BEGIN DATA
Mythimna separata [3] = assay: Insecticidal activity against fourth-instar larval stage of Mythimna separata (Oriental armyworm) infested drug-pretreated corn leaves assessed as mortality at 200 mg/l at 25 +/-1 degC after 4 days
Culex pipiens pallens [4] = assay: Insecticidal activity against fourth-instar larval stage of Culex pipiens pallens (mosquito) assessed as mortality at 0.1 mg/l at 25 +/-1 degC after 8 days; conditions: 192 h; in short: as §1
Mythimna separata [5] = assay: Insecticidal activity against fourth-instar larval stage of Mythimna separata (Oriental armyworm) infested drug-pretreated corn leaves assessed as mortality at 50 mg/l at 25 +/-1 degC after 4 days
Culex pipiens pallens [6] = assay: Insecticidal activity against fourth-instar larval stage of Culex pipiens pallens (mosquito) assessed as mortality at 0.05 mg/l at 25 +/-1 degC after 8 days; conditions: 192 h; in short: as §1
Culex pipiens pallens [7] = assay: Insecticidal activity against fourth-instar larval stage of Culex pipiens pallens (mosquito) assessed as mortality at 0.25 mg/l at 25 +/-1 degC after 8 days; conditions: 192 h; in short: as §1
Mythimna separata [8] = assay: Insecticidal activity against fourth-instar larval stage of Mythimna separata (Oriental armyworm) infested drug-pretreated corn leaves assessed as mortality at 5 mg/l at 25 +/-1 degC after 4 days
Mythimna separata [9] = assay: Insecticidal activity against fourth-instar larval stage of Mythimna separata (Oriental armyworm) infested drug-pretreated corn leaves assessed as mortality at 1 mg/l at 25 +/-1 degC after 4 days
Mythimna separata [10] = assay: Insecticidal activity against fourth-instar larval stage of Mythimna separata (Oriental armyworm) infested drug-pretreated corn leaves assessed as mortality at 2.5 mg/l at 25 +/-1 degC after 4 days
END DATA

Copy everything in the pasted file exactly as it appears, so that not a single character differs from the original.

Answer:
Mythimna separata [3] = assay: Insecticidal activity against fourth-instar larval stage of Mythimna separata (Oriental armyworm) infested drug-pretreated corn leaves assessed as mortality at 200 mg/l at 25 +/-1 degC after 4 days
Culex pipiens pallens [4] = assay: Insecticidal activity against fourth-instar larval stage of Culex pipiens pallens (mosquito) assessed as mortality at 0.1 mg/l at 25 +/-1 degC after 8 days; conditions: 192 h; in short: as §1
Mythimna separata [5] = assay: Insecticidal activity against fourth-instar larval stage of Mythimna separata (Oriental armyworm) infested drug-pretreated corn leaves assessed as mortality at 50 mg/l at 25 +/-1 degC after 4 days
Culex pipiens pallens [6] = assay: Insecticidal activity against fourth-instar larval stage of Culex pipiens pallens (mosquito) assessed as mortality at 0.05 mg/l at 25 +/-1 degC after 8 days; conditions: 192 h; in short: as §1
Culex pipiens pallens [7] = assay: Insecticidal activity against fourth-instar larval stage of Culex pipiens pallens (mosquito) assessed as mortality at 0.25 mg/l at 25 +/-1 degC after 8 days; conditions: 192 h; in short: as §1
Mythimna separata [8] = assay: Insecticidal activity against fourth-instar larval stage of Mythimna separata (Oriental armyworm) infested drug-pretreated corn leaves assessed as mortality at 5 mg/l at 25 +/-1 degC after 4 days
Mythimna separata [9] = assay: Insecticidal activity against fourth-instar larval stage of Mythimna separata (Oriental armyworm) infested drug-pretreated corn leaves assessed as mortality at 1 mg/l at 25 +/-1 degC after 4 days
Mythimna separata [10] = assay: Insecticidal activity against fourth-instar larval stage of Mythimna separata (Oriental armyworm) infested drug-pretreated corn leaves assessed as mortality at 2.5 mg/l at 25 +/-1 degC after 4 days